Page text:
Alexander II, the second son of Nicholas I was born in 1818. It is true but sad to say that the only significant reforms made in Russia in all the nineteenth century were carried out by him; yet his reward at the age of seventy-one was to be murdered.
As a boy and young man he liked to imitate his father’s admiration for autocracy, and announced that he had not the least intention of allowing any of the Czar’s powers to be diverted into a popularly elected parliamentary assembly, when he, too, became Czar. The surprising reforms probably came about because of the unsuccessful Crimean War (q.v.), which clearly showed the world that Russia was not the all-powerful military nation she aspired to be. Chiefly, there was the lack of money, a direct result of a ‘serf-based’ economy in a largely agricultural state. Continue reading →
Wars are expensive, brutal and finally useless, as long as human beings will kill others in an argument over territory or sovereignty. The longer they last the worse, it seems, the agreements invented in the ‘peace treaties’ are. This is the first of a series of analyses of famous Congresses or Peace Treaties which left a decidedly nasty taste in the mouth on both sides. Continue reading →
Researchers have tried to find cogent reasons for Hitler’s pathological hatred of the Jews. Nothing in his childhood in Austria happened which might have sown the seeds of that poisonous dislike growing in his innermost soul. His military service during the Great War brought him wounds, but what influence could Jewish people have had on him in the trenches? The enemy was British or French, not Jewish. Continue reading →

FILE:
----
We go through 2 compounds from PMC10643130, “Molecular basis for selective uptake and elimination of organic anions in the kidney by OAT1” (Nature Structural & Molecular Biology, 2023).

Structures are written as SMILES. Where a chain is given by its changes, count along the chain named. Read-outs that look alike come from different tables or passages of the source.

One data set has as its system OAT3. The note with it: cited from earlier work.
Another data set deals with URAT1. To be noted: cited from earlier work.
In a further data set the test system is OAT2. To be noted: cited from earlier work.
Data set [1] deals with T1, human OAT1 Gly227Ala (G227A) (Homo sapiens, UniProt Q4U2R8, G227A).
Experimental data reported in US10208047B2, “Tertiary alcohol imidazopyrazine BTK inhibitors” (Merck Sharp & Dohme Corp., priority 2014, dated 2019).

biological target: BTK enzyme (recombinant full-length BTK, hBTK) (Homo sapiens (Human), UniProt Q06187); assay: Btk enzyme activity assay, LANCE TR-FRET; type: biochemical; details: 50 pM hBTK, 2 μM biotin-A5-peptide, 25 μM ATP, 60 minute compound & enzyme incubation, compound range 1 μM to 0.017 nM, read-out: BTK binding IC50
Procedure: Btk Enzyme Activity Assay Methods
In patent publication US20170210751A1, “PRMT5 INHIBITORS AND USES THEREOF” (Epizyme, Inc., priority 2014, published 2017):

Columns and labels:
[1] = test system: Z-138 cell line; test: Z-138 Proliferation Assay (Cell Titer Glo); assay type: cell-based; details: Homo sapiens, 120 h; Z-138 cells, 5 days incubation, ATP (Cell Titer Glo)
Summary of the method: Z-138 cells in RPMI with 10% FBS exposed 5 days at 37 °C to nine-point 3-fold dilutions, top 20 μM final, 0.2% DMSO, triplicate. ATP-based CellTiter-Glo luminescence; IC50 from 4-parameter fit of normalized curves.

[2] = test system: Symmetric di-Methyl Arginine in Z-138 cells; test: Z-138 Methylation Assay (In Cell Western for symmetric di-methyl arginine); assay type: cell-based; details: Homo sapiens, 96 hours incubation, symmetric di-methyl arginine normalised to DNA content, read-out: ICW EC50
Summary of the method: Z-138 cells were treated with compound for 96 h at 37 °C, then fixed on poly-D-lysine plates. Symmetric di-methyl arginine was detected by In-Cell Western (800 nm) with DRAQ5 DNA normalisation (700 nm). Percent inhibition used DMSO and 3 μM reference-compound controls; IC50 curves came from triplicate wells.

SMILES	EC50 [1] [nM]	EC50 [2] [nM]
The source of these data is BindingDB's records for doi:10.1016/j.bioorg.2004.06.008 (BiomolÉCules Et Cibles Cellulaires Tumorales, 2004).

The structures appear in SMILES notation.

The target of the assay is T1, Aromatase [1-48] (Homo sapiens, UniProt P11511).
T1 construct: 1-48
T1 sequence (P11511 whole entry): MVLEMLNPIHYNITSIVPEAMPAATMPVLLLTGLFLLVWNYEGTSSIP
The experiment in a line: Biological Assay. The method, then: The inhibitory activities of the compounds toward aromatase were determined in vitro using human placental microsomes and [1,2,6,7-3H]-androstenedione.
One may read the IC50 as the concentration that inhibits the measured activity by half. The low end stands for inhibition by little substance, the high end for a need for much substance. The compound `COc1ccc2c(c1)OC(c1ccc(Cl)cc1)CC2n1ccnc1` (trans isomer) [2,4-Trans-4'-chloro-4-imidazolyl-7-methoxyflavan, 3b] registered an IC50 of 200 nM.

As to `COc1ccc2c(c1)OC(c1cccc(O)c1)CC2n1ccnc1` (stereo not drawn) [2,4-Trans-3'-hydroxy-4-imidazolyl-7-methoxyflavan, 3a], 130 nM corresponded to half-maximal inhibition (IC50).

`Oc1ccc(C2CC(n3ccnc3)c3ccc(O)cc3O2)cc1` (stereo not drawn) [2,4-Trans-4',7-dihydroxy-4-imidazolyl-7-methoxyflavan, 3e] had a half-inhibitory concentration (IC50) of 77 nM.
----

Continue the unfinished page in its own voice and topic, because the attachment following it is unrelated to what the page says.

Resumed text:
This preamble to the United Nations has vanished without trace. It was one of the oddest disasters waiting to happen the world has ever seen. It appeared after the Treaty of Versailles (1918 – 25) had sealed the fate of this planet. Indeed its creation was the last and most important of President Woodrow Wilson of the United States’ famous ‘Fourteen Points’. Wilson insisted that it should appear in each one of the peace treaties, covering the Covenent or Constitution of the League. But then the United States itself refused to join. Continue reading →
In our last post (No. 300) we took a brief look at the Finnish-Russian War of 1939/40. This war was incalculably important in the history of the twentieth century, but few historians have applied themselves to it. Here we take a broader look at Finland itself. Continue reading →
Not really, because this war was not won by ‘David’. Otherwise, the similarities are notable. In November, 1939, only a couple of months after the beginning of World War II, Soviet Russia decided that her frontiers should be moved back on the Karelian Isthmus, in order to make Leningrad more secure. The Soviets also wanted a long-term lease on the important port of Hanko, commanding an entrance to the Gulf of Finland, as well as territory in the north (near Petsamo) to protect the sea-route to Murmansk. Continue reading →